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A letter to the community

The social injustices and civil unrest in our region and across our county are inescapable, no matter your racial, political, or other identity. Our hearts are heavy for all the lives impacted by the murders of George Floyd, Ahmaud Arbery, Breonna Taylor, Rayshard Brooks, and countless others. The abrupt deaths of our Black neighbors in this country are the very definition of individual and collective trauma. These inequities and traumas are deeply rooted in our past and are reminders of another deadly virus that plagues our society: racial disparity and despair.

As a coalition of community organizations, institutions, and individuals dedicated to reducing the impact of trauma and enhancing the resilience of those who call Erie County home, we stand united against racism, oppression, and hate in all of its forms.

Long before the death of George Floyd and the current pandemic that disproportionately kills black people, doctors and researchers have acknowledged the trauma of racism and the adverse mental and physical health impact on black and brown people. We know that if we are not addressing racism, we are not addressing trauma.  As a coalition, we are committed to the pursuit of racial justice and the well-being of the members of our community.

Trauma in Erie County has many forms. Trauma looks like community and domestic violence, a drug epidemic and overdose deaths, household dysfunction, sudden loss, and abuse and neglect. In more subtle, but chronic ways, trauma in Erie County also looks like health and economic disparities. More than 55 years after the Civil Rights Act that outlawed racial segregation and other forms of discrimination, Erie is considered one of the top 25 most livable small cities in the Country, according to an online study from; however, Erie is still ranked by the 24/7 Wall Street as one of the top 15 worst cities for Black Americans, “due to the large disparities between black and white residents in terms of income, health, and other socioeconomic measures in the city.”  Clearly, change is needed to help Erie be experienced as livable by all its residents.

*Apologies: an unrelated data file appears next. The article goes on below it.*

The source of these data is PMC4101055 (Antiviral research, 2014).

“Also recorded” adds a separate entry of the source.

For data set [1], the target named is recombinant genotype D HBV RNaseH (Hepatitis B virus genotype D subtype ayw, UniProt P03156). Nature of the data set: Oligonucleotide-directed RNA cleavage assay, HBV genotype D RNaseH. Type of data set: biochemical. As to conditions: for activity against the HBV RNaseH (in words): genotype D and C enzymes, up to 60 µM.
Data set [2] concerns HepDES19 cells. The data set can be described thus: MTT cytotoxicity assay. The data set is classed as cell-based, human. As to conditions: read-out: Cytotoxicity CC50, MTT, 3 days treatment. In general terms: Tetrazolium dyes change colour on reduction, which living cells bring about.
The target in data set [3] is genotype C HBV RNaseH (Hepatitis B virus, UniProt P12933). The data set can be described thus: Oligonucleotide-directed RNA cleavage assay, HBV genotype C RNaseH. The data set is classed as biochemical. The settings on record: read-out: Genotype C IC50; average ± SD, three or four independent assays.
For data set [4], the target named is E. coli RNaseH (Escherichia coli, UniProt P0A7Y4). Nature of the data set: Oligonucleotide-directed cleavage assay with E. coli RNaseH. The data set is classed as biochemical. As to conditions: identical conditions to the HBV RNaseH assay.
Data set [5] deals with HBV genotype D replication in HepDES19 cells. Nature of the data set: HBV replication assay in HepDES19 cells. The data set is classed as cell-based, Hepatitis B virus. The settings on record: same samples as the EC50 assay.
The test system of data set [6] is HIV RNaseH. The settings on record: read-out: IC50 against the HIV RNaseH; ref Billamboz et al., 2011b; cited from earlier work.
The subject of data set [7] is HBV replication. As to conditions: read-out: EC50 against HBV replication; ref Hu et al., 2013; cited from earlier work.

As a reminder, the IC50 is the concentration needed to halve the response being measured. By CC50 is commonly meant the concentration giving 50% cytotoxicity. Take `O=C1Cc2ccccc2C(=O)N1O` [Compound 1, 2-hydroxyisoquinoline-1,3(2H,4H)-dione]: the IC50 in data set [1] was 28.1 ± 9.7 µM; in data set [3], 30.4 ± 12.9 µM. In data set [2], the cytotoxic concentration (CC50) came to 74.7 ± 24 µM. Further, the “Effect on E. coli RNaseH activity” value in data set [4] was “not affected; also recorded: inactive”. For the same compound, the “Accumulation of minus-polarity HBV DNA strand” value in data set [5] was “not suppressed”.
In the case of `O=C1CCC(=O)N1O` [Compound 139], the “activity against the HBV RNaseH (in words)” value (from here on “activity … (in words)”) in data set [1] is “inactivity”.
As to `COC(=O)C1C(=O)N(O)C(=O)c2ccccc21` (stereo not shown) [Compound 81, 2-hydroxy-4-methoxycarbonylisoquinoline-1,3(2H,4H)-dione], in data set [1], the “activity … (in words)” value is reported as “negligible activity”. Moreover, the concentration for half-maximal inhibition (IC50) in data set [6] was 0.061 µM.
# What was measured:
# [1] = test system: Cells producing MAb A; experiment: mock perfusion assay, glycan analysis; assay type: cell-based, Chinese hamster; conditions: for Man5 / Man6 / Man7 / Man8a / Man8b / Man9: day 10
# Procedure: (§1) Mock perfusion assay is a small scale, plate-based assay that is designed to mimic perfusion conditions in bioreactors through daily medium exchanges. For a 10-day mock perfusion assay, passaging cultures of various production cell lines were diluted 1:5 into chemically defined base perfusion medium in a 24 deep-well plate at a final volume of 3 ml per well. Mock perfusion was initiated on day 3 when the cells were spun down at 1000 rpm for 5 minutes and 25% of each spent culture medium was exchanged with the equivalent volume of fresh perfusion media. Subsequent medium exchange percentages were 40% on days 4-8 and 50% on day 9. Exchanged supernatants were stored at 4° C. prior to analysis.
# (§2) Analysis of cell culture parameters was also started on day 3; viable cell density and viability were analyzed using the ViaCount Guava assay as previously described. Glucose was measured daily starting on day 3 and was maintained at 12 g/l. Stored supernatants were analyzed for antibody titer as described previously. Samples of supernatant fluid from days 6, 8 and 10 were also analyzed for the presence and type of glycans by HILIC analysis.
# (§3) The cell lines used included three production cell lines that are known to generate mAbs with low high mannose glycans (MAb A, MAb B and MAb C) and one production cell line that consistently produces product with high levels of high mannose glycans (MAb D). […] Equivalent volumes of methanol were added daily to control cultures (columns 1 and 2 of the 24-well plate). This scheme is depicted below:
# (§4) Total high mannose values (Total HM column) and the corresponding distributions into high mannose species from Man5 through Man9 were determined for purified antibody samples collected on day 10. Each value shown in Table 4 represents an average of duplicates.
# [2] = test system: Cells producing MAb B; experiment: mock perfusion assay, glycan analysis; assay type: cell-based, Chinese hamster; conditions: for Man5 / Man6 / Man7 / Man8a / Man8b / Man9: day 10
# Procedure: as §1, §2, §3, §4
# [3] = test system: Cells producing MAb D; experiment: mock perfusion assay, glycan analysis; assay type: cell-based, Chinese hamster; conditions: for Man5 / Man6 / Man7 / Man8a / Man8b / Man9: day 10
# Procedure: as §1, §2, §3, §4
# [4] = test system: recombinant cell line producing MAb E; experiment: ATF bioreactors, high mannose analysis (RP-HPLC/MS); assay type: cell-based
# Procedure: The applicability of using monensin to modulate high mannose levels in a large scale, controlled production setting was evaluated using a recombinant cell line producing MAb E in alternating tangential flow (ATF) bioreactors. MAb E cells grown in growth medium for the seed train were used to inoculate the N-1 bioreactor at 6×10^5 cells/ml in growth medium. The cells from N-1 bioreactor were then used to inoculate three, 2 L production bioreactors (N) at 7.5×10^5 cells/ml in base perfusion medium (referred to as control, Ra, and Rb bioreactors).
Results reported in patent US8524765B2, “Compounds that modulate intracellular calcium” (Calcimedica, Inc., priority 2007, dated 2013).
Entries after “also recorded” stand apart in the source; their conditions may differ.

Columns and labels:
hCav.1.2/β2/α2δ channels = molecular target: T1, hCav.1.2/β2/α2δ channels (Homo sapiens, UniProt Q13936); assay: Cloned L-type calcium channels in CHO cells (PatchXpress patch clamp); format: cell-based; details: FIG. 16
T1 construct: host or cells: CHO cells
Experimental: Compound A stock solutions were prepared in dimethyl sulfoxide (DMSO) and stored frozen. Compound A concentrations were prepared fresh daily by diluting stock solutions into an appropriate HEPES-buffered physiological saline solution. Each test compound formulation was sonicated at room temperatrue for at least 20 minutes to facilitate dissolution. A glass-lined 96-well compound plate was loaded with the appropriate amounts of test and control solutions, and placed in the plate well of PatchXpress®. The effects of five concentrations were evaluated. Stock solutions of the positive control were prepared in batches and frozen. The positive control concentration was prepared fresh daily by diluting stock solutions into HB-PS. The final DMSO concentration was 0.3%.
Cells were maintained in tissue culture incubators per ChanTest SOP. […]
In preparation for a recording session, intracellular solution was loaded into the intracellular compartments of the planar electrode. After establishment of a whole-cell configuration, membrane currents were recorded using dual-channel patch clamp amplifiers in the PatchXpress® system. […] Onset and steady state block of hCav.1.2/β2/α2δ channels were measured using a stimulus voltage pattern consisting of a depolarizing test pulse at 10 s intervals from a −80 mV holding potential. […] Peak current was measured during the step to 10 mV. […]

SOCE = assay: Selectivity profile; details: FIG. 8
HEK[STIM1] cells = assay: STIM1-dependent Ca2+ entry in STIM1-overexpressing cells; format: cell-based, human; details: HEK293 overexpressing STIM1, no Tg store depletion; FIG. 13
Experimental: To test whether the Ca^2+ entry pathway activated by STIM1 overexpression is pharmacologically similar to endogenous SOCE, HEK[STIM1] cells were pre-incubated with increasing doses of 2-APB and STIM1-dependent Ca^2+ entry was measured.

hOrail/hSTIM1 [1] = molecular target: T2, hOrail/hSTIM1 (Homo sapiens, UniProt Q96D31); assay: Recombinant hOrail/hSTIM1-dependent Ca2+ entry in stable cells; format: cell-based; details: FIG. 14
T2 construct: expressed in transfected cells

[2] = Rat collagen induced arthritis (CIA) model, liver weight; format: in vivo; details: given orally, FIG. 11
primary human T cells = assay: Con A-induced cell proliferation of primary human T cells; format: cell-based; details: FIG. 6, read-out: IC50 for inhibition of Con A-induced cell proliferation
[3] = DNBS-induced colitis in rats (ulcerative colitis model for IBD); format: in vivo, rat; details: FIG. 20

In his report titled, A Pain-filled, Polarized America: Reflections, Recommendations on Racism in U.S., Erie; Erie’s own Dr. Parris Baker states that, “it is interesting and ironic that both viruses, racism and COVID 19, are transmitted through human-to-human contact. Moreover, each will require Americans to change personal attitudes and behaviors to prevent further transmission of the viruses.”

Dehumanizing and traumatizing experiences can literally impact our biology and physical health, not to mention how we see ourselves, our relationships, and the world. Seeing these experiences from a more trauma-informed perspective prompts compassion, empathy, and promotes healing. “Rather than hoping a child is tough enough to endure the insurmountable, we must build resilient places – healthier, safer, more nurturing and just - where all children can thrive,” wrote Dr. Mona Hanna-Attisha. Building individual resilience builds community resilience: the kind we need to overcome the past and pave the way for a more positive future where members of the Erie Community can face adversity with  newfound hope and an understanding of what is just.

As ambassadors of hope, but more so as concerned citizens, we are committed to achieving racial and social equity by contributing to a more just and reconciled society in which community members can heal and realize their full potential.

We are intentionally committed to those black and brown residents that have been historically and systemically under served, underrepresented, marginalized, injured, or killed because of the individual and institutional racism that exists in our country and community.

ECTIC is working to develop a new strategic plan. While the plan is under construction, we are confidently committed to:

  • Examining and acting to change any ways that we are complicit in white supremacy.

  • Listening to learn more about inequities, and social injustice experienced in Erie County.

  • Identifying and communicating resources for community members experiencing trauma.

  • Creating training opportunities and community events that are culturally and racially relevant and responsive.

  • Partnering with the community to develop and take actionable steps in reducing all forms of individual and community trauma.

  • Advocating at all levels of leadership and legislature within our reach to shape and develop policies and practices that are anti-racist, and as a result, more trauma informed. 


We believe everyone has a role to play in making our society just for Erie County residents. We are eager to do our part in this charge for change and invite any willing community members to join us.


In solidarity,

Your ECTIC Executive Committee and Diversity & Belonging Work Group

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